Rubio backs Trump's push for $2,000 direct payments

Sen. Marco RubioMarco Antonio RubioHillicon Valley: Biden administration sanctions Russia for SolarWinds hack, election interference Senators reintroduce bill to block NATO withdrawal New US sanctions further chill Biden-Putin relations MORE (R-Fla.) said on Monday that he backs President TrumpDonald TrumpBiden administration still seizing land near border despite plans to stop building wall: report Illinois House passes bill that would mandate Asian-American history lessons in schools Overnight Defense: Administration says 'low to moderate confidence' Russia behind Afghanistan troop bounties | 'Low to medium risk' of Russia invading Ukraine in next few weeks | Intelligence leaders face sharp questions during House worldwide threats he MORE’s push to increase the direct payments to Americans for COVID-19 relief to $2,000, up from the $600 allocated in the package that Trump signed Sunday.

“I agree with the President that millions of working class families are in dire need of additional relief, which is why I support $2,000 in direct payments to Americans struggling due to the pandemic,” Rubio said in a statement that came shortly before the House voted in support of the increase.

The Florida senator sided with the president after Trump criticized the relief package passed by Congress last week for not providing enough direct payments to Americans making less than $75,000 per year. 


The measure currently faces an uncertain future in the GOP-controlled Senate.

Rubio placed blame on Democrats for the lack of relief this year after negotiations between both parties and the White House stalled for months before the legislation passed last week. 

“For months, Republicans tried to pass additional relief for workers, families, and small businesses — only to be rejected by Democrats at every turn,” he said. “Remember, months ago Speaker Pelosi and Democrats rejected the Administration’s previous offer of $1,200 per adult and $1,000 per child. Thankfully, she’s finally stopped holding working families hostage.”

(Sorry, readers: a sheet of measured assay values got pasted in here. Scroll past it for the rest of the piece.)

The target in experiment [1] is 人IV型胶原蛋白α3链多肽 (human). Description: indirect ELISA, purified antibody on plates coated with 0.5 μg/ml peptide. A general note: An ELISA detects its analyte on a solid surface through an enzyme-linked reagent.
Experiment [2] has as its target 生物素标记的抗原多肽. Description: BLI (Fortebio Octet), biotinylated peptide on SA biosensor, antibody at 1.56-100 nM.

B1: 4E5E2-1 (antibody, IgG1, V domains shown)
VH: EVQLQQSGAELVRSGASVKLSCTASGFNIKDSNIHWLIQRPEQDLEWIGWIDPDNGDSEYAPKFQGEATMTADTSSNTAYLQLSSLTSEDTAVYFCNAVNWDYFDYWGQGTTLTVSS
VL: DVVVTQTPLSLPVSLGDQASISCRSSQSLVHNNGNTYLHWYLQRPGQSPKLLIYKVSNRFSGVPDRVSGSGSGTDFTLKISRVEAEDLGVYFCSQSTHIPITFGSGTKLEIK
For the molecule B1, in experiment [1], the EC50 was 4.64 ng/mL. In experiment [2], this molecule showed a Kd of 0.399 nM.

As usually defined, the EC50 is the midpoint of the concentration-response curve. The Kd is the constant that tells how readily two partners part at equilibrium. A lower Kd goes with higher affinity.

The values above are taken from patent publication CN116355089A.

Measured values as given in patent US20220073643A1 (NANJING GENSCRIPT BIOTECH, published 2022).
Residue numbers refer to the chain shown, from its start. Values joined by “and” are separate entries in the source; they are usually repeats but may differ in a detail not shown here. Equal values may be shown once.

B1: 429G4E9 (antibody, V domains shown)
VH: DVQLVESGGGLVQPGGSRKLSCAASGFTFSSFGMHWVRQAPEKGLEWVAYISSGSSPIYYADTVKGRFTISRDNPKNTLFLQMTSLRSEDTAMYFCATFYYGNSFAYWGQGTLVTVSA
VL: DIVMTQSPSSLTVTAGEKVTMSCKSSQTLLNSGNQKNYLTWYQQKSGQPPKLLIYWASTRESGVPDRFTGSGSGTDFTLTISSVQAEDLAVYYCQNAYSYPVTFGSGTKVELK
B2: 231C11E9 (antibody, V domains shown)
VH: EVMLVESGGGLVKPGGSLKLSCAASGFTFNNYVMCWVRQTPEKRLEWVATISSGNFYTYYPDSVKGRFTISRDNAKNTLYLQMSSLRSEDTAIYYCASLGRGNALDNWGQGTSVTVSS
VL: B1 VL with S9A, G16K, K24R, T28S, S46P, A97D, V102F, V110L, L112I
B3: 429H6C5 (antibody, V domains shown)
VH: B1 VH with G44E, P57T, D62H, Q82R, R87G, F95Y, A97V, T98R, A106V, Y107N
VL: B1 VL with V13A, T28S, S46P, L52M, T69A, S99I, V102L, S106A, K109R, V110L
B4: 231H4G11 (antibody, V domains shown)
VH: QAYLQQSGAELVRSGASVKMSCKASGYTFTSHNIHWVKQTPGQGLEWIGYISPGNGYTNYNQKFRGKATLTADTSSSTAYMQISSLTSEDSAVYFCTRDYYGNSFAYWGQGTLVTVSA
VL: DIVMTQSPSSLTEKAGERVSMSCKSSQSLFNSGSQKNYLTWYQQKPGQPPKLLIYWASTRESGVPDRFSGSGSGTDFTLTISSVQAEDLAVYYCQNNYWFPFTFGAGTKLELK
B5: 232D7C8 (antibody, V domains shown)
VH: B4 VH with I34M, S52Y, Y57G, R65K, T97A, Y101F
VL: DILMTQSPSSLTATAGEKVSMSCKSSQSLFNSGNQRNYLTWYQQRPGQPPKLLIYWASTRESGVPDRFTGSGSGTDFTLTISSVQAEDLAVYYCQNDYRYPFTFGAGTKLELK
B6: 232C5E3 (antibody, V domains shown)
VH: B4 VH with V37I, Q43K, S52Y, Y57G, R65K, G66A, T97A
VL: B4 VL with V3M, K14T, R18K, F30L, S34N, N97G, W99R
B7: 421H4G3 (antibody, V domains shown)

Speaker Nancy PelosiNancy PelosiHouse Republican proposes constitutional amendment to prevent Supreme Court expansion Business groups oppose Paycheck Fairness Act, citing concerns it could threaten bonuses and negotiating New US sanctions further chill Biden-Putin relations MORE (D-Calif.) previously rejected other proposals from the White House and Republicans for not offering enough money in the last several months. But Republicans, especially Senate Majority Leader Mitch McConnellAddison (Mitch) Mitchell McConnellMcCarthy and Biden haven't spoken since election Democrats roll out legislation to expand Supreme Court Wall Street spent .9B on campaigns, lobbying in 2020 election: study MORE (Ky.), have expressed reluctance to funnel larger amounts of money for relief and stimulus checks. 

“I share many of my colleagues’ concern about the long-term effects of additional spending, but we cannot ignore the fact that millions of working class families across the nation are still in dire need of relief,” Rubio said in his statement. “Congress should quickly pass legislation to increase direct payments to Americans to $2,000.”


On Sunday, Trump signed the $900 billion COVID-19 relief package that passed Congress last week, which allocates $600 for every adult who makes less than $75,000 annually and an additional $600 per child. But his signature came after days of uncertainty as he criticized the legislation but did not indicate whether he would sign or veto it. 

“Despite all of this wasteful spending and much more, the $900 billion package provides hardworking taxpayers with only $600 each in relief payments, and not enough money is given to small businesses, and in particular restaurants, whose owners have suffered so grievously,” Trump said in a video last week.

McConnell applauded the president’s signature of the bill but did not acknowledge Trump’s calls for higher direct payments. The Senate majority leader previously countered arguments for larger stimulus checks, indicating the GOP-majority Senate would be unlikely to pass them.